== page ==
Thompson has fallen under the spell of the breathtakingly beautiful (as she repeatedly insists), seductive Diana, but...

THE SIX

THE LIVES OF THE MITFORD SISTERS

A fresh look at six outrageous sisters.

There has been no lack of attention to the notorious Mitford sisters, including biographies of Unity Valkyrie Mitford, who, scandalously, adored Hitler; Diana, who married the outspoken fascist Sir Oswald Mosley; and writer Nancy, the subject of Life in a Cold Climate (2003) by Somerset Maugham Award winner Thompson herself (A Different Class of Murder: The Story of Lord Lucan, 2014, etc.). Added to those are family memoirs, collections of letters, and a previous group biography, Mary S. Lovell’s The Mitford Girls (2001). Yet for readers yearning for another take on the glamorous sisters’ “posh past,” Thompson’s smart, jaunty, and wittily entertaining book will amply fill their desire. Steeped in Mitford lore and mythmaking, the book offers sharply drawn portraits of each woman, teases out the complexities of their fraught, competitive relationships with one another, and sets their lives within the context of a radically changing world. “These girls are prize exhibits in a Museum of Englishness,” admits the author, but she shows how they were much more. Born between 1904 and 1920, the sisters grew up imbibing the etiquette of debutante balls and the personal consequences of global upheaval; their friends were the fey Bright Young Things, “sublimely clever aesthetes”; their enemies were legion. “Snobbery, shallowness, stupidity, adultery, unpalatability—the Mitfords were accused of all these things and rode out every criticism,” Thompson writes admiringly. They fervently believed they were exceptional, even Jessica, who rebelled vehemently against the family’s politics. Unity never married, and others chose startlingly unsuitable mates: Diana left her adoring, hugely wealthy, but unfortunately dull husband for the rake Mosley; and Pamela married opinionated, philandering bores; Jessica ran off with a communist, with whom she lived in poverty. Deborah, though, made a more suitable match, with an eminent duke who owned assorted castles.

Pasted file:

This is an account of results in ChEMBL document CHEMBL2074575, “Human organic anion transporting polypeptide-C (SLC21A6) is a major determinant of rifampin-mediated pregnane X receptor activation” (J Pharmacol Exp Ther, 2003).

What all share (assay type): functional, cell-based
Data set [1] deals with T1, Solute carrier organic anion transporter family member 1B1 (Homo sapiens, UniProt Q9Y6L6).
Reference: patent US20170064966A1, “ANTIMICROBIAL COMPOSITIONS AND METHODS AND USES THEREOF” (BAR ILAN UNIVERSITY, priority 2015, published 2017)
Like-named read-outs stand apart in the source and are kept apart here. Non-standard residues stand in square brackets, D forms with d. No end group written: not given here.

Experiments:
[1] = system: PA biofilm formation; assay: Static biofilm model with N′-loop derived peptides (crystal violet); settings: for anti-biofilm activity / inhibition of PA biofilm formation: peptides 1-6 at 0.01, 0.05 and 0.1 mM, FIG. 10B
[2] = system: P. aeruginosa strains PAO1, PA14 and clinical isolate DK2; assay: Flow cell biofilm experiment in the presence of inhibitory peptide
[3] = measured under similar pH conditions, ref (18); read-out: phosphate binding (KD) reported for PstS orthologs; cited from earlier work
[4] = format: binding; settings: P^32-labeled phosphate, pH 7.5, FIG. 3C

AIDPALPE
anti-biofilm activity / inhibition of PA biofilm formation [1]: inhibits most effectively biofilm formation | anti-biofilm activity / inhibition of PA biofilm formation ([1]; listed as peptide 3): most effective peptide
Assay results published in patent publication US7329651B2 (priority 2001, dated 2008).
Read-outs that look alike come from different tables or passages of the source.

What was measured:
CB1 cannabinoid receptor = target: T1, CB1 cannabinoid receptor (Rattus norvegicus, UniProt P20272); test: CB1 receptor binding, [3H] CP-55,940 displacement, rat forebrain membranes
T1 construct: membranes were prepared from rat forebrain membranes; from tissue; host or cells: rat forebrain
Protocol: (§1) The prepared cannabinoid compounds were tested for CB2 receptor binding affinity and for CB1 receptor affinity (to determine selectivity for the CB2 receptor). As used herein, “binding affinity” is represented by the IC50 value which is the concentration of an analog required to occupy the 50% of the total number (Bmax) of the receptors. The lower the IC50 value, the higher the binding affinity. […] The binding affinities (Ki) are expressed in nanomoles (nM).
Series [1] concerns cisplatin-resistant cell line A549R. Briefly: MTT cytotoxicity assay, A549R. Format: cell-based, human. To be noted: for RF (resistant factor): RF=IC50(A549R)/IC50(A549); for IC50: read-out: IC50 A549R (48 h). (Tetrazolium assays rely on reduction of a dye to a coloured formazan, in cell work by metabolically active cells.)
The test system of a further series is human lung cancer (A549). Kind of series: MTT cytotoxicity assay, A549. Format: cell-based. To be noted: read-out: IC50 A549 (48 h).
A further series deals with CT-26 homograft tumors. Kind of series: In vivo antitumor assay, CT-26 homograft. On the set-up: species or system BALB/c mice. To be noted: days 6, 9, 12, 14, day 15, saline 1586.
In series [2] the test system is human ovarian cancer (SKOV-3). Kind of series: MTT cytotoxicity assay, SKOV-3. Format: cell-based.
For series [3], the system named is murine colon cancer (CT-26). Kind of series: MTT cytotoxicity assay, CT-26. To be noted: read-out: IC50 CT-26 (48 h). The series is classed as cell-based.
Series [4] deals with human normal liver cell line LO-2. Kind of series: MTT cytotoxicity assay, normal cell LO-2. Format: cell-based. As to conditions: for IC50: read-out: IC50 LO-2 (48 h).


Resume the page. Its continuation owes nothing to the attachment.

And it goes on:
Thompson has fallen under the spell of the breathtakingly beautiful (as she repeatedly insists), seductive Diana, but otherwise, her cleareyed view of the sisters’ strengths and foibles makes this gossipy story a delight.

Pub Date: Sept. 6, 2016

ISBN: 978-1-250-09953-2

Page Count: 480

Publisher: St. Martin's

Review Posted Online: June 22, 2016

Kirkus Reviews Issue: July 1, 2016

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If the authors are serious, this is a silly, distasteful book. If they are not, it’s a brilliant satire.

THE 48 LAWS OF POWER

The authors have created a sort of anti-Book of Virtues in this encyclopedic compendium of the ways and means of power.